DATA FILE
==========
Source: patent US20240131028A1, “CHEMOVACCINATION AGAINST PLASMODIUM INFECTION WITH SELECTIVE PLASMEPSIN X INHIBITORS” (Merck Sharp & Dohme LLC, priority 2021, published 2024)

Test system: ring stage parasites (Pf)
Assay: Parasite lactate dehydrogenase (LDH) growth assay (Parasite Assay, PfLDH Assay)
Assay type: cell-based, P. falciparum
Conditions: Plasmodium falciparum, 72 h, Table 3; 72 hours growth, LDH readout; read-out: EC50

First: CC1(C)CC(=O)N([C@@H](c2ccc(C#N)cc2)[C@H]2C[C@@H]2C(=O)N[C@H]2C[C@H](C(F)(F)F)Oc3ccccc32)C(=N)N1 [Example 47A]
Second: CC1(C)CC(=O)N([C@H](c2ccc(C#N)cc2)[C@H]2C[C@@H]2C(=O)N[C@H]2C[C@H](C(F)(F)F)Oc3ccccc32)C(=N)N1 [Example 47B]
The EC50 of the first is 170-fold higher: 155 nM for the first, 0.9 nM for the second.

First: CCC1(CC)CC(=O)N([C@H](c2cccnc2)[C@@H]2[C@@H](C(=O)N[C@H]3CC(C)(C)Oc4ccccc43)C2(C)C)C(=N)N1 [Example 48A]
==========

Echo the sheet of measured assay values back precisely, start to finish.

Source: patent US20240131028A1, “CHEMOVACCINATION AGAINST PLASMODIUM INFECTION WITH SELECTIVE PLASMEPSIN X INHIBITORS” (Merck Sharp & Dohme LLC, priority 2021, published 2024)

Test system: ring stage parasites (Pf)
Assay: Parasite lactate dehydrogenase (LDH) growth assay (Parasite Assay, PfLDH Assay)
Assay type: cell-based, P. falciparum
Conditions: Plasmodium falciparum, 72 h, Table 3; 72 hours growth, LDH readout; read-out: EC50

First: CC1(C)CC(=O)N([C@@H](c2ccc(C#N)cc2)[C@H]2C[C@@H]2C(=O)N[C@H]2C[C@H](C(F)(F)F)Oc3ccccc32)C(=N)N1 [Example 47A]
Second: CC1(C)CC(=O)N([C@H](c2ccc(C#N)cc2)[C@H]2C[C@@H]2C(=O)N[C@H]2C[C@H](C(F)(F)F)Oc3ccccc32)C(=N)N1 [Example 47B]
The EC50 of the first is 170-fold higher: 155 nM for the first, 0.9 nM for the second.

First: CCC1(CC)CC(=O)N([C@H](c2cccnc2)[C@@H]2[C@@H](C(=O)N[C@H]3CC(C)(C)Oc4ccccc43)C2(C)C)C(=N)N1 [Example 48A]